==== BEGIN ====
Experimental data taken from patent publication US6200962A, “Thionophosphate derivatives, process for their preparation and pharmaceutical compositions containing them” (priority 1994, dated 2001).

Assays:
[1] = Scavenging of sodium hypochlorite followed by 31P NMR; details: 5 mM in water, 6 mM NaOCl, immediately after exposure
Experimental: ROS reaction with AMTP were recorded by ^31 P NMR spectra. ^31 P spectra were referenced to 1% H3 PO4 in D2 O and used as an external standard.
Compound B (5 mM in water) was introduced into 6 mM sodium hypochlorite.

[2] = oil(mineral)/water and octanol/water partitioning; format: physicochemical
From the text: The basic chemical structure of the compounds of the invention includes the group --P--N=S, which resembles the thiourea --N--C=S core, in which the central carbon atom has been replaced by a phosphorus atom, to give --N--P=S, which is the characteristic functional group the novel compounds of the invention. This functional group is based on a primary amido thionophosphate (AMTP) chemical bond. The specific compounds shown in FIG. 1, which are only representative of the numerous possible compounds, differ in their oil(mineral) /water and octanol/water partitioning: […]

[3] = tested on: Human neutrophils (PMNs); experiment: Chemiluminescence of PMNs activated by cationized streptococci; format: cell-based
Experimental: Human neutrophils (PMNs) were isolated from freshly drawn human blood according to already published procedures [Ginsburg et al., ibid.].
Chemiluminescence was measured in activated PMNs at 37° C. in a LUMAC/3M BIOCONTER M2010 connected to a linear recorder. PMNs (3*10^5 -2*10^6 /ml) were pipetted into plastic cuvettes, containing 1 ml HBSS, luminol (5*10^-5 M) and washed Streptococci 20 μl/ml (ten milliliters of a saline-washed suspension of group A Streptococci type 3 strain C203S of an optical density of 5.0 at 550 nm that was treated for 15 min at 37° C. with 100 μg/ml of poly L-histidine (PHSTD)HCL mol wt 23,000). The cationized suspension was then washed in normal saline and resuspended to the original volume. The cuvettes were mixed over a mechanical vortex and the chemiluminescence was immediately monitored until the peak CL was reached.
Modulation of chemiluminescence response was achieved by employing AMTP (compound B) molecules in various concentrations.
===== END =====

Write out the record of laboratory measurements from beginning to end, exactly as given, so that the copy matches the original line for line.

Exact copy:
Experimental data taken from patent publication US6200962A, “Thionophosphate derivatives, process for their preparation and pharmaceutical compositions containing them” (priority 1994, dated 2001).

Assays:
[1] = Scavenging of sodium hypochlorite followed by 31P NMR; details: 5 mM in water, 6 mM NaOCl, immediately after exposure
Experimental: ROS reaction with AMTP were recorded by ^31 P NMR spectra. ^31 P spectra were referenced to 1% H3 PO4 in D2 O and used as an external standard.
Compound B (5 mM in water) was introduced into 6 mM sodium hypochlorite.

[2] = oil(mineral)/water and octanol/water partitioning; format: physicochemical
From the text: The basic chemical structure of the compounds of the invention includes the group --P--N=S, which resembles the thiourea --N--C=S core, in which the central carbon atom has been replaced by a phosphorus atom, to give --N--P=S, which is the characteristic functional group the novel compounds of the invention. This functional group is based on a primary amido thionophosphate (AMTP) chemical bond. The specific compounds shown in FIG. 1, which are only representative of the numerous possible compounds, differ in their oil(mineral) /water and octanol/water partitioning: […]

[3] = tested on: Human neutrophils (PMNs); experiment: Chemiluminescence of PMNs activated by cationized streptococci; format: cell-based
Experimental: Human neutrophils (PMNs) were isolated from freshly drawn human blood according to already published procedures [Ginsburg et al., ibid.].
Chemiluminescence was measured in activated PMNs at 37° C. in a LUMAC/3M BIOCONTER M2010 connected to a linear recorder. PMNs (3*10^5 -2*10^6 /ml) were pipetted into plastic cuvettes, containing 1 ml HBSS, luminol (5*10^-5 M) and washed Streptococci 20 μl/ml (ten milliliters of a saline-washed suspension of group A Streptococci type 3 strain C203S of an optical density of 5.0 at 550 nm that was treated for 15 min at 37° C. with 100 μg/ml of poly L-histidine (PHSTD)HCL mol wt 23,000). The cationized suspension was then washed in normal saline and resuspended to the original volume. The cuvettes were mixed over a mechanical vortex and the chemiluminescence was immediately monitored until the peak CL was reached.
Modulation of chemiluminescence response was achieved by employing AMTP (compound B) molecules in various concentrations.